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Friday, 28 January, 2000, 16:59 GMT
Warning over libraries' fate

Books on shelf Books are giving way to computers, it is claimed


Up to 200 libraries could be forced to close in Scotland because of a lack of investment by local authorities, according to a professional body.

The warning has come from the Scottish Library Association after a report by the Accounts Commission showed that funding dropped from 15m to 12m over the six years from 1993.

The average amount spent per head of population across Scotland is now 2.30.

Association director Robert Craig, whose organisation represents public library workers, said traditional services were suffering while lottery money was used to provide access to computer and the internet.

Money going on new technology

He predicted that 200 libraries across Scotland could close unless the decline in funding is halted.

"There is more money going into public libraries than in living memory, but it's all going on new technology. That means that the traditional services and the library buildings are on a downward spiral due to lack of funding.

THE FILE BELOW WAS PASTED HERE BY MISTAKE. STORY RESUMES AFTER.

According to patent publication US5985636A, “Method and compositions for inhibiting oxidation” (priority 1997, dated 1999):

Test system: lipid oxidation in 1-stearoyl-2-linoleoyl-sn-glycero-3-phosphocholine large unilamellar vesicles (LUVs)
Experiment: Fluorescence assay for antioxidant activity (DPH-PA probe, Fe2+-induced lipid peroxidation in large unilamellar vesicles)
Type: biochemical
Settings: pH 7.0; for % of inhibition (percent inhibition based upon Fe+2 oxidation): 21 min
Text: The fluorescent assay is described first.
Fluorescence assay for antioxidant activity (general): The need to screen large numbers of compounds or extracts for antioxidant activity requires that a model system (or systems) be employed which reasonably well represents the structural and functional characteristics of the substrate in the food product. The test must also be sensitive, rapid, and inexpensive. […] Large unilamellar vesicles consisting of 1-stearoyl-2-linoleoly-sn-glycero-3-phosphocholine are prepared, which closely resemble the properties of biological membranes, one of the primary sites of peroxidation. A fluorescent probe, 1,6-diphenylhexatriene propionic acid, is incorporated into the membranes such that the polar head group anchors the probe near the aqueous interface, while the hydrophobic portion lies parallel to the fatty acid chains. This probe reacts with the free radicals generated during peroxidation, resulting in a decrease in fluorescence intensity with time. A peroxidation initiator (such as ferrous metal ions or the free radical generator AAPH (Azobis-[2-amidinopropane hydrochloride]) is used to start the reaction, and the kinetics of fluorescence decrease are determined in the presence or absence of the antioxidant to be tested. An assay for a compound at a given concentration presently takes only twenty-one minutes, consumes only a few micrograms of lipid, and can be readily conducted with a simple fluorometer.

Library Many libraries "face closure"
"Libraries are not expensive things to run. We are not talking about something which is squandering public resources," said Mr Craig.

"The closure of branches is inevitable. At the moment there are 600 libraries in Scotland, but a third of that system could go over the next two or three years if the pressure keeps up."

The association has also warned that literacy levels could be affected if the core function of lending books disappears from libraries.

Councils rapped

Mr Craig added: "It's all very well having computers but you still have to be able to read what's on the screen. Libraries are an agent for making information available for people who cannot afford computers, it's part of the social inclusion agenda.

The Accounts Commission also censured eight Scottish councils who were unable to provide details of the level of borrowing.

Chief executive Robert Black said: "A reduction in spending on library stock is a concern.

"It is also disappointing that several councils still cannot report basic information on the number of people using their libraries.

"Until councils have such information, they will not be able to make considered judgments when allocating expenditure between services."
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